...you know how you pour a beautiful cup of coffee... at my shop, it happens to be french press, and then you toss a little soy milk in there (either hot or cold)... and then the cup transforms from some chemical reaction into some "bottom-of-the-river-yucky-muddy-visual-mess"--why is that? and why is it only with some brews?

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I'm no expert, however, I think it has something to do with the varying amounts of oils/fats in each coffee and the brewing method used (paper filters hold more oils from the end product?) and the oils and fats in each different brand of soy. I have only seen it do this in certain soymilk brands with certain coffees. definately strange... sorry for the incomplete and possibly wrong answer.
good luck!
This is a reaction between soymilk and high acidity coffees; in some extreme cases, it'll do the same with light cream. We direct soy-drinkers to some of our darker roasts which don't have that problem. (We're using Edensoy Original)
Yeah, it happens with Hemp milk, also...Steaming the soy or hemp milk helps sometimes because it breaks those little clumps down to such small bits that you won't really notice them.
thanks all. i just needed a better answer then...
"uh... dude, i swear the soy is GOOD. swear."
Haha, definitely had that situation come up before :D We were pretty stumped as to what was going on, but we were determined to fix it for the guy, even though he just set it on the counter and said "I'm good, really, thanks". Steaming did help a bit, at least to make it palatable for him.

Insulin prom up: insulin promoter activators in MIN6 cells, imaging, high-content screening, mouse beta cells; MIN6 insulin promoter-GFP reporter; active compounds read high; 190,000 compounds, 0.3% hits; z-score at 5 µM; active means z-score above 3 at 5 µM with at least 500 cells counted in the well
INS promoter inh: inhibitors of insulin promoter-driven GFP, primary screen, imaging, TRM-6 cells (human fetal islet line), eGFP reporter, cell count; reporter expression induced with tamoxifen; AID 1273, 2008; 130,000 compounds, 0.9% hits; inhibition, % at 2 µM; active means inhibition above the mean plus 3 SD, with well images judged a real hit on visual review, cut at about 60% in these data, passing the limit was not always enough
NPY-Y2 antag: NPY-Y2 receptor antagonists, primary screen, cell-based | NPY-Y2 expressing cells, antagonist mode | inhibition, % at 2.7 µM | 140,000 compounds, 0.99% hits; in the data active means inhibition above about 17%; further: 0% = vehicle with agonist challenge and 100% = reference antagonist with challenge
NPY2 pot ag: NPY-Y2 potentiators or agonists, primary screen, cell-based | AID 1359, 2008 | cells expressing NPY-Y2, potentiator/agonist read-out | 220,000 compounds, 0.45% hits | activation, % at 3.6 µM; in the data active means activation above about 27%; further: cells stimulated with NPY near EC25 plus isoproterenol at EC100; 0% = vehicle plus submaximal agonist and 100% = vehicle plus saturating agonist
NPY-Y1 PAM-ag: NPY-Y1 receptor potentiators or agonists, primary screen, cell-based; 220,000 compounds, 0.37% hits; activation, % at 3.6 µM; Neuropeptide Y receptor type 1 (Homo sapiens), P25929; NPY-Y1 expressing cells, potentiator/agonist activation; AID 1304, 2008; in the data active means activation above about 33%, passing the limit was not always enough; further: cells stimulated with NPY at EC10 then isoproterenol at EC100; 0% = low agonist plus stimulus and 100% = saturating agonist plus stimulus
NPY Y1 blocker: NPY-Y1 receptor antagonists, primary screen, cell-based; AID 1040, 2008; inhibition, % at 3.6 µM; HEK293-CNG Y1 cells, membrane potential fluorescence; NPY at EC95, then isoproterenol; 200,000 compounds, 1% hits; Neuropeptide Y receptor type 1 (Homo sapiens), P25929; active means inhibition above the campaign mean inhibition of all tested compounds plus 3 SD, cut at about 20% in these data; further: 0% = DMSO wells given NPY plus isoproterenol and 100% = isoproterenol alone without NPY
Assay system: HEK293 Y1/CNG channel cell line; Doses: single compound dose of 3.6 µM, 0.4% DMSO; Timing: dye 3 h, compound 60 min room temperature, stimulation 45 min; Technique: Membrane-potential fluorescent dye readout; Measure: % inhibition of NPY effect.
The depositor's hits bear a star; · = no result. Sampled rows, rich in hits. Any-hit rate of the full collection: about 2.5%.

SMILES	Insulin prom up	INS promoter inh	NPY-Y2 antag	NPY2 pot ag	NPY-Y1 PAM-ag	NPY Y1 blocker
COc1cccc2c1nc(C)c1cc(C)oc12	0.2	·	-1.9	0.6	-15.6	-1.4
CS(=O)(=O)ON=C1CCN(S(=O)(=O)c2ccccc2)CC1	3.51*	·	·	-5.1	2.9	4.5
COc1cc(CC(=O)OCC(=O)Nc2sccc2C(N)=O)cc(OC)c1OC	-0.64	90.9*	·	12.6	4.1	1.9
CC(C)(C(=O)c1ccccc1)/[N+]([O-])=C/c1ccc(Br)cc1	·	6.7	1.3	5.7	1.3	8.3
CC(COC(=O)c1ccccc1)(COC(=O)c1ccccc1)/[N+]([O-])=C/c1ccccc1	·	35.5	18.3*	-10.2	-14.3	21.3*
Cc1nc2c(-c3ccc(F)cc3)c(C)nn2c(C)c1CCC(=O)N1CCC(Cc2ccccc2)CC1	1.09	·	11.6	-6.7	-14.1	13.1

I've not had a lot of experience w/ soy, but maybe it needs to be tempered if your pouring cold into hot. Maybe?
Mason Crews
I'm seconding the high acidity coffee theory. it drove me nuts for a while so know that i know i give a heads up to the customer and all is good.
I think the temperature of the coffee could be one reason also. I've experimented with it before with a freshly brewed, super hot cup of coffee. I put some ice in it just to cool it down slightly, then I put some soymilk in it and didn't see any clumps, but when I put soymilk in it without cooling it down, clumps all over the place! But the acidity level makes sense too. Didn't think of that before.
Speaking of soy milk, I got a sales postcard about Kikkoman's new soy milk. Anyone try this? They say it froths better, but I'm still waiting on a sample to try for myself.

I like there soy sauce! I didn't know that they made soy milk.

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